Back | Next


by John Ringo




"Let's go to Prague, Johnny!"

John Mullins looked across at his partner and seriously contemplated pegging him in the head with his beer mug. Instead he slid the container of thin, sour brew aside and let the next drop of condensation hit the tabletop.

He recalled the heady days when they first arrived at Seaforth Nine. The most prestigious base in the entire Havenite Republic had just been taken intact by a coup de main and since ONI was already going to be pouring over it, what better use could it be put to than stabling the elite Covert Insertion Teams. Heady days indeed; the unit had been barracked in a converted warehouse behind the Manticoran consulate on New Ghuanzou.

As it turned out, there were worse things than New Guano; the "most advanced base" the People's Republic of Haven had ever produced turned out to be a dump. Make that a dump and a half.

Much of the interior partitioning was of wood, for Christ's sake. Combined with the fact that the dessicators didn't and the chillers wouldn't, the place was a perpetual steam bath. It said much that teams had been trying to get moved up in the mission roster, just to get the relative luxury of beating around on Silesian tramp freighters and risking their lives behind Peep lines.

But that didn't mean he was willing to take leave in Prague.

"So, for our leave, you want to go beat around on tramps for two weeks, maybe a month, spend a couple of tension-filled months hoping we don't get picked up by StateSec and then have to hop tramps back? In what possible way does that differ from work?"

"I hear it's lovely in the spring," Charles said with a sardonic grin. He pushed his hair back and chuckled. "And we can drink as much of that fine Peep beer as we choose. Besides, you know how much you love your work."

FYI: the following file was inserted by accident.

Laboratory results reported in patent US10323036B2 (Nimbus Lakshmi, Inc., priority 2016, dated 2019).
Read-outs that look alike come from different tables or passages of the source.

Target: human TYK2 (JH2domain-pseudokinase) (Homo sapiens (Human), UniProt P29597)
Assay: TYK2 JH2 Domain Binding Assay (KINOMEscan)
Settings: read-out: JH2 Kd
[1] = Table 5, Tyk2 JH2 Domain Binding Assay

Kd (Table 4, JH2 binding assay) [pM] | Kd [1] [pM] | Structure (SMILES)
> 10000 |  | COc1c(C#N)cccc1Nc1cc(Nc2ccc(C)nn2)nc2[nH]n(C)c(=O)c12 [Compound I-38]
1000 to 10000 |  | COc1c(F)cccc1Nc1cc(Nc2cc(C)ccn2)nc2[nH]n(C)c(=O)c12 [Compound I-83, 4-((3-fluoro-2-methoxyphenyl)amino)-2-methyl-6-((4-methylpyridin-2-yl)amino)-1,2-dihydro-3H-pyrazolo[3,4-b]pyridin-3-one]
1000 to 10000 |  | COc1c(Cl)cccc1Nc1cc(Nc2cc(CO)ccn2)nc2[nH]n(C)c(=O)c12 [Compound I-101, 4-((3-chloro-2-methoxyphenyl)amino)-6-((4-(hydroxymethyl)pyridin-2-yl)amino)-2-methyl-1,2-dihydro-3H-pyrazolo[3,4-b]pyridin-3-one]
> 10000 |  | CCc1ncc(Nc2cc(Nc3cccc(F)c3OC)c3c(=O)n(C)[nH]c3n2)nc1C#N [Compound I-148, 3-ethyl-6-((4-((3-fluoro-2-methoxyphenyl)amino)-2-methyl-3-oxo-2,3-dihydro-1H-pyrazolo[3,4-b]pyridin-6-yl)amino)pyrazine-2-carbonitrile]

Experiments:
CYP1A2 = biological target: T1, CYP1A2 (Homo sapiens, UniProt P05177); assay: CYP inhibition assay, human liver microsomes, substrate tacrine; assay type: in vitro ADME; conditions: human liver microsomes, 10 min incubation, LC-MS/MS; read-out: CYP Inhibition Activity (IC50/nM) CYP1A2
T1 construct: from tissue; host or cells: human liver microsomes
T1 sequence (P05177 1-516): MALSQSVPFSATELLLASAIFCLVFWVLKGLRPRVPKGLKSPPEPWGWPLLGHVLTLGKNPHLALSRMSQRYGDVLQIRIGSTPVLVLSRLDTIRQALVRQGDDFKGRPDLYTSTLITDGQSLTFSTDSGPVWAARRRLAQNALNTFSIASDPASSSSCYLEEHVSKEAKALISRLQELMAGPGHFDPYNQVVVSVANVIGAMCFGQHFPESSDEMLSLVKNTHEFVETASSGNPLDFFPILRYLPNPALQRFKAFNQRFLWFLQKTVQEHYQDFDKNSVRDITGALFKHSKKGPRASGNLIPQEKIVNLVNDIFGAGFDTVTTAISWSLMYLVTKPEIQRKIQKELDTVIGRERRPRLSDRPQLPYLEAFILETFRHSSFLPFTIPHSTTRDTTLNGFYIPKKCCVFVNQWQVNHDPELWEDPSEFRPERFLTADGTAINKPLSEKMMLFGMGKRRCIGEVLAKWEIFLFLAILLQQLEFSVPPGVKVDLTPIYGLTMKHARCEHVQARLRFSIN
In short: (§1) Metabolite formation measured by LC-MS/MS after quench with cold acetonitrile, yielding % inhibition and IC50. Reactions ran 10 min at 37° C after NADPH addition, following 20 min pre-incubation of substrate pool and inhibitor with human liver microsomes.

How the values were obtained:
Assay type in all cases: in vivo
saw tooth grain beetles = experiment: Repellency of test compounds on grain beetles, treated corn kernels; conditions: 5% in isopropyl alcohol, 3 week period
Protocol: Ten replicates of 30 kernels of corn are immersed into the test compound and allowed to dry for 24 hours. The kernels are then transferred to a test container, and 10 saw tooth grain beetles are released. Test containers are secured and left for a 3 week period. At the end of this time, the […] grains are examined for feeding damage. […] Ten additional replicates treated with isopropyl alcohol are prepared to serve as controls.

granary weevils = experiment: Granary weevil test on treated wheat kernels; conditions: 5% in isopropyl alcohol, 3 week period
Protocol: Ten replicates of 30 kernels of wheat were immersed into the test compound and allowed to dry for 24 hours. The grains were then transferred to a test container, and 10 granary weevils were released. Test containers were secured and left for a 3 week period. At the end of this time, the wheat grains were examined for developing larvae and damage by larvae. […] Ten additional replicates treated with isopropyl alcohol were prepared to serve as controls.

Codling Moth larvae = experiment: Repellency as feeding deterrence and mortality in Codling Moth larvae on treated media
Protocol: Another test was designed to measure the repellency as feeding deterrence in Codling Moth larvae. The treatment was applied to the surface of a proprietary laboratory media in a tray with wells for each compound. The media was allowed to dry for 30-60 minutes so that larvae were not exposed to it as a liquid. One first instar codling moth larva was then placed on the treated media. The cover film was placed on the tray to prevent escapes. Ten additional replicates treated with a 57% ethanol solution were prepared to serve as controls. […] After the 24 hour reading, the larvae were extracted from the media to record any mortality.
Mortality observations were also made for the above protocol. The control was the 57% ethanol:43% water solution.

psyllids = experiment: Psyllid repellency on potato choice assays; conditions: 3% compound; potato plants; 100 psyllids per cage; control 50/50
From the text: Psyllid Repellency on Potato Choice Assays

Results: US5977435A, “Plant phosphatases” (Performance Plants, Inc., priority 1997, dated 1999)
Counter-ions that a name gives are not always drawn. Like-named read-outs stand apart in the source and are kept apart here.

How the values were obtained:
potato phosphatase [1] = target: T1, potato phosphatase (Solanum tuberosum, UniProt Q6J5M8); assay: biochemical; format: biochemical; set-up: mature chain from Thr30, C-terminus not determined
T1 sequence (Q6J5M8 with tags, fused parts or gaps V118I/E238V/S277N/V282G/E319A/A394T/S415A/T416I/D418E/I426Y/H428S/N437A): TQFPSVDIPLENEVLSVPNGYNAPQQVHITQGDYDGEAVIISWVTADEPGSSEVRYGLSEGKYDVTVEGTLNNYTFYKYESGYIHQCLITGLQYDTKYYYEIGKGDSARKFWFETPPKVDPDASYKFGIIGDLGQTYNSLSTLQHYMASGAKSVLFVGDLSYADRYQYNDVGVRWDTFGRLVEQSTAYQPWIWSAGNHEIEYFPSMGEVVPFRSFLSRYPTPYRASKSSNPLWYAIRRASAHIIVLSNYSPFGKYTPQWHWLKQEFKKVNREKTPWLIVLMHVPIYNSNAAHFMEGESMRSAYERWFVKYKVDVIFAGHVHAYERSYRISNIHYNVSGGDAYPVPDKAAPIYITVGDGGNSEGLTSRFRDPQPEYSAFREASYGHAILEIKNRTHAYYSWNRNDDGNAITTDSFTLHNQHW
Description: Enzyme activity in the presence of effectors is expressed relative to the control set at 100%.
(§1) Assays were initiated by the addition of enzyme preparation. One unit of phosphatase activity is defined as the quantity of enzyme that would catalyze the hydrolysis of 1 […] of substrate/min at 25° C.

When Charles Gonzalvez wasn't on a mission he was the spitting image of a mad scientist. Same wild hair, same crazed, glazed expression, same oddball sense of reality. He would be discussing Peep information system security in one breath and be off on how best to kill a sentry in the next.

Come to think of it, that was pretty much how he acted when he was on a mission.

Gonzalvez been through a half a dozen partners before he and Mullins met up. Nobody wanted someone who was that . . . frenetic when they were snooping and pooping around in the Peep's back yard. But, somehow, he and Mullins made a great pair. The hyper aristocrat from Manticore A and the quiet farmboy from Gryphon balanced each other. Or, perhaps, enhanced each other; there was no question that they were both the most experienced insertion team and the most successful. The former sort of assumed the latter; losses in CITs ran upwards of thirty percent per mission.

Insertion teams had a variety of uses, from direct reconnaissance, checking out Peep installations and equipment, to retrievals. Sometimes there were defectors to be pulled out or cells to be extracted or the occasional deep mole to be rescued. There was one Manty intelligence agent, Covilla, who had been supplying information for years from deep in Peep territory. That operative was one of the survivors, but not all were so capable. Or lucky.

The People's Republic of Haven had some pretty decent counterintelligence goons in their State Security. They were quite good at compromising cells and rolling up lines. So all too often some poor unsuspecting CIT would go strolling into what was supposed to be a safe house, only to find out that "safe" is a relative term.